For over 3,700 years, bronzes have been cast in China. Most bronzes from the Bronze Age in China, around 1500–300 BC, may be regarded as ceremonial containers designed for the worship of ancestors, who are frequently referenced in inscriptions on the bronzes. The earliest written references to bronzes come from orations by Confucius; he praised the ritual importance of vessels for sacrifice.
Bronze was probably first invented in China. By 300 BC, it was widely used for tools, weapons, and art objects. It was also used as an alloy for silverware at this time. The word "bronze" comes from the Greek broussa, which means workroom or factory. In Europe, bronze first came into use around 1400 BC. It was believed that the world was exhausted of any more valuable metals so people just assumed that anything worth having must be made of bronze.
As with many other ancient technologies, we know very little about bronze casting before the Chinese developed their skills. The best evidence so far suggests that they learned how to make bronze from foreigners. Castings found in Thailand and Vietnam have similarities with Chinese bronzes of the same period. They may have come from the same source, but this has not been proven yet.
In any case, China became one of the leading producers of bronze.
Many were cast specifically to memorialize significant milestones in their owners' lives. Others were used as gifts for friends and allies.
They are usually about the size of a small coffee mug and have an average weight of between 5 and 20 grams (0.18 and 0.88 oz). The metal used in Chinese bronzes is typically copper with some zinc added for stability. However, metals such as silver, gold, and palladium have also been used successfully.
Bronze was originally valued because it could be melted down and re-used instead of being destroyed after use. It was only later that people began seeing its aesthetic value.
The earliest known examples of Chinese bronze ware date back to about 1500 B.C. but even before then, some metal objects (such as weapons) had been used for ceremonial purposes. By about 1000 B.C., however, most countries of Asia had developed sophisticated techniques for producing fine metal work. It is believed that most of these craftsmen came from Central Asia where metallurgy has always been important.
China's early bronze makers mostly copied styles from cultures around them; they did not develop any unique characteristics of their own until much later.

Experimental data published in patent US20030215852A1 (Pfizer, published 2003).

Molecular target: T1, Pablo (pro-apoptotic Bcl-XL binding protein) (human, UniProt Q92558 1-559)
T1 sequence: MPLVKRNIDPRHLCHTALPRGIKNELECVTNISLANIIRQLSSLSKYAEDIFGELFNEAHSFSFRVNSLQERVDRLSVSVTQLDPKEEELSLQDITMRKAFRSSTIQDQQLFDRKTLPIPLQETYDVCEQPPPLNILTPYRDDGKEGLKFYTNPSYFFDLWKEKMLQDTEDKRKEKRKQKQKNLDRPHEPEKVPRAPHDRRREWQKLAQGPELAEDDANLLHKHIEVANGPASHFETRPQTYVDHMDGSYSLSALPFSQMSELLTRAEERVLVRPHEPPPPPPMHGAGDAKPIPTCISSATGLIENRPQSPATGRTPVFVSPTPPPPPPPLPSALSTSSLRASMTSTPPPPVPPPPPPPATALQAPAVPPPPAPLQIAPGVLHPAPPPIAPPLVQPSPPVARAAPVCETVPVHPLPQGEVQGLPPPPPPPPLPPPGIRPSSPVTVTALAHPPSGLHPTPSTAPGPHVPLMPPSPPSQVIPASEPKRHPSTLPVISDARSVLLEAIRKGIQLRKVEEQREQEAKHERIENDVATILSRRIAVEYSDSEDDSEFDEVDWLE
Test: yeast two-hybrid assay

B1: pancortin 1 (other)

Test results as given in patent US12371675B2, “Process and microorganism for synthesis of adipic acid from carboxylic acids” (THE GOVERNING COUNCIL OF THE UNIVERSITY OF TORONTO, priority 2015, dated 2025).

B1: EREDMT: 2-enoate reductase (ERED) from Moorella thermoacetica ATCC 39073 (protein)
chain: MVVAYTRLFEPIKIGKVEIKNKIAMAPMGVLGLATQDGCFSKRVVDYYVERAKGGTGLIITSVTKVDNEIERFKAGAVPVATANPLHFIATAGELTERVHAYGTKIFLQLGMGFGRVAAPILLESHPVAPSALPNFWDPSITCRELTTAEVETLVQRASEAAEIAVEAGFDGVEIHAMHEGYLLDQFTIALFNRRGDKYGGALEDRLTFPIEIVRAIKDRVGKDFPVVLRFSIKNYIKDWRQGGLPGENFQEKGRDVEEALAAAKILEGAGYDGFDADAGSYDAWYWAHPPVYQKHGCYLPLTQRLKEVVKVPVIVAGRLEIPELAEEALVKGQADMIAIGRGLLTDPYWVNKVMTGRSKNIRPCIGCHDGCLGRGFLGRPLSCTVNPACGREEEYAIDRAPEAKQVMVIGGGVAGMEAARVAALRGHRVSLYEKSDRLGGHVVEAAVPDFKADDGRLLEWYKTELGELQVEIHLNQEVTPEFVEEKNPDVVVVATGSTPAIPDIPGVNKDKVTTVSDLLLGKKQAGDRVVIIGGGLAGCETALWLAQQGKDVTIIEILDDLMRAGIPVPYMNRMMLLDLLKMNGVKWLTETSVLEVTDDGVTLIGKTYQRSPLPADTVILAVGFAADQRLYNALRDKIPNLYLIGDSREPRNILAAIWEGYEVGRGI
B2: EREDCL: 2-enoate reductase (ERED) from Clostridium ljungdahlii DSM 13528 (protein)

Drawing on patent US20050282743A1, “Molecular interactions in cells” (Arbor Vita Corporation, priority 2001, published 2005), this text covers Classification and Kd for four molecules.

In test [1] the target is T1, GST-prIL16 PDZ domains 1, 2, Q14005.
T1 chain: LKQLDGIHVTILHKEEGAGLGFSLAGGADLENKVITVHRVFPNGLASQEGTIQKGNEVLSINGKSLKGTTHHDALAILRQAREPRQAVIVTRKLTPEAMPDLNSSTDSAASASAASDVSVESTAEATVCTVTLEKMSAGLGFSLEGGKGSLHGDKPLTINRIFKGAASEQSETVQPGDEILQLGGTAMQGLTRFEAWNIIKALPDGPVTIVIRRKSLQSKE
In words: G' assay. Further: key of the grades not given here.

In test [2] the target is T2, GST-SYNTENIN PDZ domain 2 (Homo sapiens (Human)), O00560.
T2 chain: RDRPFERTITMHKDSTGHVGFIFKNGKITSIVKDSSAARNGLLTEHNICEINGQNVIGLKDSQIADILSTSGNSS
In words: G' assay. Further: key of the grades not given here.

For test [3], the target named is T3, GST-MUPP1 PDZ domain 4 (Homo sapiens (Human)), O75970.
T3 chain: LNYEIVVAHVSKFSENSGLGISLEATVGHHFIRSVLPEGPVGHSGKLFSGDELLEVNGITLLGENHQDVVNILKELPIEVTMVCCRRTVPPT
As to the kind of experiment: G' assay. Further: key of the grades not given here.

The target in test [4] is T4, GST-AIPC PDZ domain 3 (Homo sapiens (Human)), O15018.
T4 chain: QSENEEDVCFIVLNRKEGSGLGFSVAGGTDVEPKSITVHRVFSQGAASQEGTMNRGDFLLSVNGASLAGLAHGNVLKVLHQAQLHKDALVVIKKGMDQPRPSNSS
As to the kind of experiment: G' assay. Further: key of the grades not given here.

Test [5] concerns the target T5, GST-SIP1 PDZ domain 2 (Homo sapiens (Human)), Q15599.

Further east, in China, metals had been used since at least 2000 B.C., and bronze foundrywork had reached a high level of perfection by 1200 B.C. There is a plethora of brilliantly decorated bronze containers from that era, both utilitarian and ceremonial, some of which are seen in Figs. 1-4.
Bronze is an alloy of copper with zinc or tin. It is hard enough to be used for tools and weapons, but also becomes red when heated like iron. The Chinese invented the technique of melting minerals together to make alloys around 3000 B.C., long before the Iron Age began in Europe.
Bronze was originally used for tools and weapons. As it gets hot when you use it, it would break down over time and need replacing. That's why ancient swords have blades that wear out over time while axes can stay usable for much longer.
As people started to live more settled lives, they needed containers for storing food and water, medicine, and other necessities. They also used bronze for jewelry and ornamentation.
In China, bronze first appeared about 2000 B.C. and became popular among the elite from about 1000 B.C. until about 500 B.C. When iron came along in the Middle East, it quickly replaced bronze because it was easier to work with and it could be shaped into knives, spears, and arrows.
The Bronze Age in China was ruled by the Shang and Zhou Dynasties. The first Chinese bronzes were manufactured using the "piece-mold casting" process, as opposed to the lost-wax approach employed by all other Bronze Age countries. In piece-mold casting, a model of the object to be cast is created, and a clay mold of the model is created. Metal shavings or powdered metal are placed in the mold, and liquid alloy is poured into the mold. The heat from the molten metal causes the mold to harden instantaneously, leaving an exact copy of the original model.
Bronze has many uses in modern technology. It is used in everything from jewelry to weapons to machinery components. However, it was originally designed as an economical substitute for silverware on ancient ceremonial objects like knives and tools. Even today, bronze remains more affordable than gold or platinum.
Bronze is a mixture of copper and zinc. Although copper is usually thought of as the primary component, between 15% and 50% zinc is included in most bronze recipes. The proportion of each element varies depending on how long you want the object to last. Copper has the advantage of being easy to work with and very flexible. It can be hammered into shapes without breaking. Zinc adds weight to the alloy while also making it harder. The elements are mixed together with some organic materials such as wood or hemp, which act as binders. The mixture is then molded into the desired shape and allowed to dry before being heated in a furnace.